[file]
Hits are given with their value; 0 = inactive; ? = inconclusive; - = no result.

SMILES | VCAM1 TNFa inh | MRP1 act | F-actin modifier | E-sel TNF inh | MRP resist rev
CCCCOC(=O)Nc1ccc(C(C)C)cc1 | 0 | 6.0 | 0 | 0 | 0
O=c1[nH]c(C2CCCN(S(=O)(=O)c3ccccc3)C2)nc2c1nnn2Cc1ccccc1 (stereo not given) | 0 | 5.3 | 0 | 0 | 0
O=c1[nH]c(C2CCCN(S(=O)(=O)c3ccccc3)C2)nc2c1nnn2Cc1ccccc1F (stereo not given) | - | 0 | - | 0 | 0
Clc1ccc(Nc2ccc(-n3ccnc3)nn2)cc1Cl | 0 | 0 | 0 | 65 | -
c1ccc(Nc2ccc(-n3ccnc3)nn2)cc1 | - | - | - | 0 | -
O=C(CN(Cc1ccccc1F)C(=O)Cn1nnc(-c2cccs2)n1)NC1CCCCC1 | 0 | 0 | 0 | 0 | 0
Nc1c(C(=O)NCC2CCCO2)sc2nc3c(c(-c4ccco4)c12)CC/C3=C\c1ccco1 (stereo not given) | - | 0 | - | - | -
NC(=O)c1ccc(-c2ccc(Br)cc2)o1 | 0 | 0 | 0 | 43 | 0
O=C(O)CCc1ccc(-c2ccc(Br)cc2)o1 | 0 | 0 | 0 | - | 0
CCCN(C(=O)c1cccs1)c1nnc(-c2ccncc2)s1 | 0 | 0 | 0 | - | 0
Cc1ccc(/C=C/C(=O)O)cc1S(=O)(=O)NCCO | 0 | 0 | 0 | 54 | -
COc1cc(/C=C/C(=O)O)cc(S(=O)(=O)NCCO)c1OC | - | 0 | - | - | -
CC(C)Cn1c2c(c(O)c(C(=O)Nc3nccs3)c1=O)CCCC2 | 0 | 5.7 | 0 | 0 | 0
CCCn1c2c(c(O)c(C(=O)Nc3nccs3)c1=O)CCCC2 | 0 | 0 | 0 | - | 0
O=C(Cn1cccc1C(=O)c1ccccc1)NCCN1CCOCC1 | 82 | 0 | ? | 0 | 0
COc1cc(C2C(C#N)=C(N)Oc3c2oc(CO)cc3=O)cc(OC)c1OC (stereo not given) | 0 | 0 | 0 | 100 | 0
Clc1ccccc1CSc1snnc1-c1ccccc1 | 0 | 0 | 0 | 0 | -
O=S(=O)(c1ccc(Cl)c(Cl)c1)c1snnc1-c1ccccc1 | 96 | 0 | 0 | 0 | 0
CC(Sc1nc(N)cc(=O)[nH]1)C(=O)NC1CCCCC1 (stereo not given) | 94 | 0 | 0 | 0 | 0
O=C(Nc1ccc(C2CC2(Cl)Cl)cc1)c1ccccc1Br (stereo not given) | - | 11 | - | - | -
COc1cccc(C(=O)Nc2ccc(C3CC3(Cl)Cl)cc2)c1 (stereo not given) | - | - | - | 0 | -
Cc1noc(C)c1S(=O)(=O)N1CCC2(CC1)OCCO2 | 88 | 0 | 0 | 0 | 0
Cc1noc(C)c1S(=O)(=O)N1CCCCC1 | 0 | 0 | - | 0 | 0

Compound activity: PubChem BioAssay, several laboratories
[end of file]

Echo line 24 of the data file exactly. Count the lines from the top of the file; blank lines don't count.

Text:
Cc1noc(C)c1S(=O)(=O)N1CCC2(CC1)OCCO2 | 88 | 0 | 0 | 0 | 0